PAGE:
The Institute offers an ideal test bed for wound care businesses and has existing contracts with a number of leading firms which are benefiting from rapid access to results from clinical trials.
The same factors that make Hull an ideal environment for woundcare research are behind the city’s pioneering development of telehealth services. A group of public and private sector partners is driving forward an ambitious and transformative programme of health and care delivery using digital technologies.
The UK’s first mainstream, large-scale deployment of telehealth equipment to monitor people with congestive heart failure (CHF) in their own homes was launched at the end of 2007.The scheme is designed to significantly reduce avoidable admissions and shorten hospital stays, by providing a more timely and preventative model of care supporting more people living independently at home, using Philips Motiva and Tunstall Genesis units to let people monitor their own weight and blood pressure daily.
The unit also prompts the patient to answer a set of clinical questions, to help accurately gauge the status of their condition. These key indicators are then automatically relayed to staff from the PCT over the user’s telephone line. Further deployments of equipment are planned throughout the city with some 300 units likely to be in use by the end of 2008.
Alongside the telehealth initiative, Hull City Council along with Hull PCT and other local partners have pioneered the award-winning STREAM Independent Living, a telecare service which means older people living in the city are the first in the country to access personalised and locally relevant public services through their television. The service is part of a radical redesign of Hull City Council’s Community Care services, which is embracing telehealth and telecare to help vulnerable older people live longer, healthier and happier lives in their own homes.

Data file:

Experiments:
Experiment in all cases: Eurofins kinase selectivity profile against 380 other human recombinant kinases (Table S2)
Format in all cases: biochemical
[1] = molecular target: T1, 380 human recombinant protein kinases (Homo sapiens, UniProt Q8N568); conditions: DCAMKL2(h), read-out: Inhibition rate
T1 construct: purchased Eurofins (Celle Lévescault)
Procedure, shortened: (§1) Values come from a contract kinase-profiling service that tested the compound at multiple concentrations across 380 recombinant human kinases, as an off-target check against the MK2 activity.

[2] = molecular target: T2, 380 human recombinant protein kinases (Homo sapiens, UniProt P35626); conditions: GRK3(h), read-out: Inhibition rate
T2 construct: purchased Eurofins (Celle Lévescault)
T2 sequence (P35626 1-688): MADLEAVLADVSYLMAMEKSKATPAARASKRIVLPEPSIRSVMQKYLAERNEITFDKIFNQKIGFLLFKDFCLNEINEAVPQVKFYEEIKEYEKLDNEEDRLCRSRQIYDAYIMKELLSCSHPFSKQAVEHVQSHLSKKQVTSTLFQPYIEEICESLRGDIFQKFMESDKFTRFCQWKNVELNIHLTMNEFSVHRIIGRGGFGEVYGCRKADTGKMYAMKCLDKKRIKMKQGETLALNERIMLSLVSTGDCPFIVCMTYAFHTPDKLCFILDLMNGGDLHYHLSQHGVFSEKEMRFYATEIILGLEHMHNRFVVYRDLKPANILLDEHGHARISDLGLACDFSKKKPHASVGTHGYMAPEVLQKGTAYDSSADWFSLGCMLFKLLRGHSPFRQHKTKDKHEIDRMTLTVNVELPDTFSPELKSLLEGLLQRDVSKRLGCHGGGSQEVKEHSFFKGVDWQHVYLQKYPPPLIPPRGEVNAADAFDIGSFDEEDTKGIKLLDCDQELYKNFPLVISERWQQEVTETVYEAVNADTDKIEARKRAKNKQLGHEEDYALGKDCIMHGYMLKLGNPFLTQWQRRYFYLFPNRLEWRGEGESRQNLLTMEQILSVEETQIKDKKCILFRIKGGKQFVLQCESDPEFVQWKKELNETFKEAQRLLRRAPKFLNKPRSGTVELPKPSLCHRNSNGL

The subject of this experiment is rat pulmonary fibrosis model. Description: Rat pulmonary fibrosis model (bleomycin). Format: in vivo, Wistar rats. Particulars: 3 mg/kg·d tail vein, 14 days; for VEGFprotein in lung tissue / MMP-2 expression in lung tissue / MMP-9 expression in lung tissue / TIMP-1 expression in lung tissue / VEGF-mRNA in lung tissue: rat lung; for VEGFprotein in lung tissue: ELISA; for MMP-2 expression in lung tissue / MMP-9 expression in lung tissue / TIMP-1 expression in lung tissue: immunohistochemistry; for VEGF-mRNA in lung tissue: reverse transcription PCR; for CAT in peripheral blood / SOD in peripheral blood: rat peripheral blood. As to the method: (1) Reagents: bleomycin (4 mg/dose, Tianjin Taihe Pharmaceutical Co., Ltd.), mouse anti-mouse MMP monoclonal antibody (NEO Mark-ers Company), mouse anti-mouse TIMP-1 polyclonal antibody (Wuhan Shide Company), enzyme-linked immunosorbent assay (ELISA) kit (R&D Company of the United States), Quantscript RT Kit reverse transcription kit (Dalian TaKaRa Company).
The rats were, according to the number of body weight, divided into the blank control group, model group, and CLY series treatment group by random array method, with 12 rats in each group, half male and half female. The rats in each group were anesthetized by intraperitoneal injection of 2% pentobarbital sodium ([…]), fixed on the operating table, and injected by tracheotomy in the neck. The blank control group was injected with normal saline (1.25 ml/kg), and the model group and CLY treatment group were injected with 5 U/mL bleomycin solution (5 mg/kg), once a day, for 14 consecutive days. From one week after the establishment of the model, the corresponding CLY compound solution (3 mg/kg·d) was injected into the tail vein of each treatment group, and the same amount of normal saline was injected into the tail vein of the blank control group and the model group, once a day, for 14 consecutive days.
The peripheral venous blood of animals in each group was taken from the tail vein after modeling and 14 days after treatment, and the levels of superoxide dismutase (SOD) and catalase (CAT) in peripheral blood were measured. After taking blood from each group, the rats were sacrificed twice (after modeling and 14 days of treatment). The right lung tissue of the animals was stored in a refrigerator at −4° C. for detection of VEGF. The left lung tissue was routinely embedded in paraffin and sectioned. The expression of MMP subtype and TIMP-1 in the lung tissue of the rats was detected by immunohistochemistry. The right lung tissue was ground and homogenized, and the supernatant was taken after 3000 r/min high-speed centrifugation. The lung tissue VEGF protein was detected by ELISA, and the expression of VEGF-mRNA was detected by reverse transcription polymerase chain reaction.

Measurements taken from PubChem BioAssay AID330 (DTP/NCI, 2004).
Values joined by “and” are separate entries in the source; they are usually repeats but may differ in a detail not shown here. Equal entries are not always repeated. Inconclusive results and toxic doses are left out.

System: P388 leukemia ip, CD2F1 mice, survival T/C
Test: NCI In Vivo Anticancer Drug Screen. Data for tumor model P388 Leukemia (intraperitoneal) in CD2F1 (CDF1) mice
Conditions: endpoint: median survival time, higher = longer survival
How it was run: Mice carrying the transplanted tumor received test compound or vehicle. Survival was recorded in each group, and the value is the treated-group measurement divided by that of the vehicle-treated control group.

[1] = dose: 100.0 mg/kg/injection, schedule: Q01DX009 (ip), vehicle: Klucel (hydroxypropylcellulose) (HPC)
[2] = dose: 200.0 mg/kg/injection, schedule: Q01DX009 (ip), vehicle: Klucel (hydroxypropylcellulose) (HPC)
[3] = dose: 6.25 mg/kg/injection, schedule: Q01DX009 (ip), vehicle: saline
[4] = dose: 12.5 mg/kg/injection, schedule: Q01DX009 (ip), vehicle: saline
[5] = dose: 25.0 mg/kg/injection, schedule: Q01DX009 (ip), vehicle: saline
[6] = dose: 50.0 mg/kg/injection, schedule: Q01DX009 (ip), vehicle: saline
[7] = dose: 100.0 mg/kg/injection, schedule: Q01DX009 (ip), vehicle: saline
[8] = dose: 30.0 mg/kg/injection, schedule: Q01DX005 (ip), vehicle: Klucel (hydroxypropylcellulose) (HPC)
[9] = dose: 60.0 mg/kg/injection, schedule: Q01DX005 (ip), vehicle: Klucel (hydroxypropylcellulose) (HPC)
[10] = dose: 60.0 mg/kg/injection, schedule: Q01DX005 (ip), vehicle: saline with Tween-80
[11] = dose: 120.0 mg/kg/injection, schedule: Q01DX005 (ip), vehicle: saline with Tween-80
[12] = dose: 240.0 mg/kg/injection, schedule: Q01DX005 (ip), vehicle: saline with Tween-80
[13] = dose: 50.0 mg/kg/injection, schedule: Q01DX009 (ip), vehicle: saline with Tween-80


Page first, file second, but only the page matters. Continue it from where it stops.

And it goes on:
The city’s investment in the health of its communities is further enhanced by its LIFT (Local Improvement Finance Trust) Company, Hull Citycare, one of the leading organisations of its kind in the country and responsible for providing new primary care facilities for the community. Six new facilities have been delivered in the last four years and the seventh is now under construction. At the same time, Hull & East Yorkshire Hospitals NHS Trust recently opened its new state-of-the-art £67m oncology and haematology centre and £11m Medical Research Teaching and Day Surgery facility and a new £45m cardiac and surgical unit is nearing completion at Castle Hill hospital.
Further evidence if it were required that Hull is a city with a genuine focus on the future of healthcare as befits its history of excellence in this field.
Chair, Hull & Humber Healthcare Technologies Group
VP Research & Technology, Smith & Nephew Wound Mgt